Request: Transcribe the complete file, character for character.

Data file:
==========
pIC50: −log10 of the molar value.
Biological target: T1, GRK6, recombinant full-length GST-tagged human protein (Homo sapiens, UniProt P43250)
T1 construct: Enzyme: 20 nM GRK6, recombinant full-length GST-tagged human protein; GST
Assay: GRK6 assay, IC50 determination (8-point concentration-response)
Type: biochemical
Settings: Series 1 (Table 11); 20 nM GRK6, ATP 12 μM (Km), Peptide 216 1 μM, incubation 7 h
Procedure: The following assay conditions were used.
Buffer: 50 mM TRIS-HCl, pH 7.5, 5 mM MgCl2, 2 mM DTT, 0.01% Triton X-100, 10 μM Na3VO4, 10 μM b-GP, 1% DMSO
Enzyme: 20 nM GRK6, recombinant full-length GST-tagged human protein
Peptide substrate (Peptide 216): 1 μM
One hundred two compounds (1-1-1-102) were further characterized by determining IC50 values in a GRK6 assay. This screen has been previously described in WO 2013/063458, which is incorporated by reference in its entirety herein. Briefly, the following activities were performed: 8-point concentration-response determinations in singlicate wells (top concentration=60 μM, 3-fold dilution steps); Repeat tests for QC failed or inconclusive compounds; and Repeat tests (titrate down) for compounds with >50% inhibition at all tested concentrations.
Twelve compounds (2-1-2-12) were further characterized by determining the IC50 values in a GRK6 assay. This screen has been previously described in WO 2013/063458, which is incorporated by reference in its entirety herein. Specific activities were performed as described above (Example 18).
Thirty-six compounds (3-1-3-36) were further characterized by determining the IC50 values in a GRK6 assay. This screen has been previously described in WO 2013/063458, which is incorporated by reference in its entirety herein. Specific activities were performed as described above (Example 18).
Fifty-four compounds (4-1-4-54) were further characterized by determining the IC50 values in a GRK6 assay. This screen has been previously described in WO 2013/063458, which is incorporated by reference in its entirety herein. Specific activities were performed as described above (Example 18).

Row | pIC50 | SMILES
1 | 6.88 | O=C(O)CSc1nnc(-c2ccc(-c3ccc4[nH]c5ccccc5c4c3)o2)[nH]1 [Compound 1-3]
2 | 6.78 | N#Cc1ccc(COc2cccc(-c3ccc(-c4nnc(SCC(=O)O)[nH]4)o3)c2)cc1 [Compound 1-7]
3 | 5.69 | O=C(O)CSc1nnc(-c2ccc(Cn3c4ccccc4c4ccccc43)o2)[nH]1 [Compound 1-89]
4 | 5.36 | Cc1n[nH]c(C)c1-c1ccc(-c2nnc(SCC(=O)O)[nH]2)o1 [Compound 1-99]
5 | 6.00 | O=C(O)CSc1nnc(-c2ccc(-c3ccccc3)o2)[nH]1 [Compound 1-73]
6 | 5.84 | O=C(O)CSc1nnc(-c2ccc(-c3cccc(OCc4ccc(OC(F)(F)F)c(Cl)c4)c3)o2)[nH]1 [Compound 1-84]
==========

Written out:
pIC50: −log10 of the molar value.
Biological target: T1, GRK6, recombinant full-length GST-tagged human protein (Homo sapiens, UniProt P43250)
T1 construct: Enzyme: 20 nM GRK6, recombinant full-length GST-tagged human protein; GST
Assay: GRK6 assay, IC50 determination (8-point concentration-response)
Type: biochemical
Settings: Series 1 (Table 11); 20 nM GRK6, ATP 12 μM (Km), Peptide 216 1 μM, incubation 7 h
Procedure: The following assay conditions were used.
Buffer: 50 mM TRIS-HCl, pH 7.5, 5 mM MgCl2, 2 mM DTT, 0.01% Triton X-100, 10 μM Na3VO4, 10 μM b-GP, 1% DMSO
Enzyme: 20 nM GRK6, recombinant full-length GST-tagged human protein
Peptide substrate (Peptide 216): 1 μM
One hundred two compounds (1-1-1-102) were further characterized by determining IC50 values in a GRK6 assay. This screen has been previously described in WO 2013/063458, which is incorporated by reference in its entirety herein. Briefly, the following activities were performed: 8-point concentration-response determinations in singlicate wells (top concentration=60 μM, 3-fold dilution steps); Repeat tests for QC failed or inconclusive compounds; and Repeat tests (titrate down) for compounds with >50% inhibition at all tested concentrations.
Twelve compounds (2-1-2-12) were further characterized by determining the IC50 values in a GRK6 assay. This screen has been previously described in WO 2013/063458, which is incorporated by reference in its entirety herein. Specific activities were performed as described above (Example 18).
Thirty-six compounds (3-1-3-36) were further characterized by determining the IC50 values in a GRK6 assay. This screen has been previously described in WO 2013/063458, which is incorporated by reference in its entirety herein. Specific activities were performed as described above (Example 18).
Fifty-four compounds (4-1-4-54) were further characterized by determining the IC50 values in a GRK6 assay. This screen has been previously described in WO 2013/063458, which is incorporated by reference in its entirety herein. Specific activities were performed as described above (Example 18).

Row | pIC50 | SMILES
1 | 6.88 | O=C(O)CSc1nnc(-c2ccc(-c3ccc4[nH]c5ccccc5c4c3)o2)[nH]1 [Compound 1-3]
2 | 6.78 | N#Cc1ccc(COc2cccc(-c3ccc(-c4nnc(SCC(=O)O)[nH]4)o3)c2)cc1 [Compound 1-7]
3 | 5.69 | O=C(O)CSc1nnc(-c2ccc(Cn3c4ccccc4c4ccccc43)o2)[nH]1 [Compound 1-89]
4 | 5.36 | Cc1n[nH]c(C)c1-c1ccc(-c2nnc(SCC(=O)O)[nH]2)o1 [Compound 1-99]
5 | 6.00 | O=C(O)CSc1nnc(-c2ccc(-c3ccccc3)o2)[nH]1 [Compound 1-73]
6 | 5.84 | O=C(O)CSc1nnc(-c2ccc(-c3cccc(OCc4ccc(OC(F)(F)F)c(Cl)c4)c3)o2)[nH]1 [Compound 1-84]